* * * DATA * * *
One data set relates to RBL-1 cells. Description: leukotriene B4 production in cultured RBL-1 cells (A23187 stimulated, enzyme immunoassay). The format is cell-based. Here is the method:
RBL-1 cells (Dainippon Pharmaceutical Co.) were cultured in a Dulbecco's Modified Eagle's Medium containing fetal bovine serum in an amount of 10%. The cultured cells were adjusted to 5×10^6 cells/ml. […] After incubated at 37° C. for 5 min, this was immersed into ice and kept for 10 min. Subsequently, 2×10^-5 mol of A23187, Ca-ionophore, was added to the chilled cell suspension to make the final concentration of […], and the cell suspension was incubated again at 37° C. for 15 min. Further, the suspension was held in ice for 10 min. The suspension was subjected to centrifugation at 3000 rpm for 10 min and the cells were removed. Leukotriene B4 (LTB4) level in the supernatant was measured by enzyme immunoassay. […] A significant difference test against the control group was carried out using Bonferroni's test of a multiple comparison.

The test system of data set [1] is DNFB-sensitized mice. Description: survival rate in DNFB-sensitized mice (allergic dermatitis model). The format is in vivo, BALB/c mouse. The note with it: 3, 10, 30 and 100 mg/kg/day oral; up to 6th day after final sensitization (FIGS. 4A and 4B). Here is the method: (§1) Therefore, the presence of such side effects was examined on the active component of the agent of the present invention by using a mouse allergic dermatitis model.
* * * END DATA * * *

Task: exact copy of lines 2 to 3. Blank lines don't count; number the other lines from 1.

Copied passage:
RBL-1 cells (Dainippon Pharmaceutical Co.) were cultured in a Dulbecco's Modified Eagle's Medium containing fetal bovine serum in an amount of 10%. The cultured cells were adjusted to 5×10^6 cells/ml. […] After incubated at 37° C. for 5 min, this was immersed into ice and kept for 10 min. Subsequently, 2×10^-5 mol of A23187, Ca-ionophore, was added to the chilled cell suspension to make the final concentration of […], and the cell suspension was incubated again at 37° C. for 15 min. Further, the suspension was held in ice for 10 min. The suspension was subjected to centrifugation at 3000 rpm for 10 min and the cells were removed. Leukotriene B4 (LTB4) level in the supernatant was measured by enzyme immunoassay. […] A significant difference test against the control group was carried out using Bonferroni's test of a multiple comparison.

The test system of data set [1] is DNFB-sensitized mice. Description: survival rate in DNFB-sensitized mice (allergic dermatitis model). The format is in vivo, BALB/c mouse. The note with it: 3, 10, 30 and 100 mg/kg/day oral; up to 6th day after final sensitization (FIGS. 4A and 4B). Here is the method: (§1) Therefore, the presence of such side effects was examined on the active component of the agent of the present invention by using a mouse allergic dermatitis model.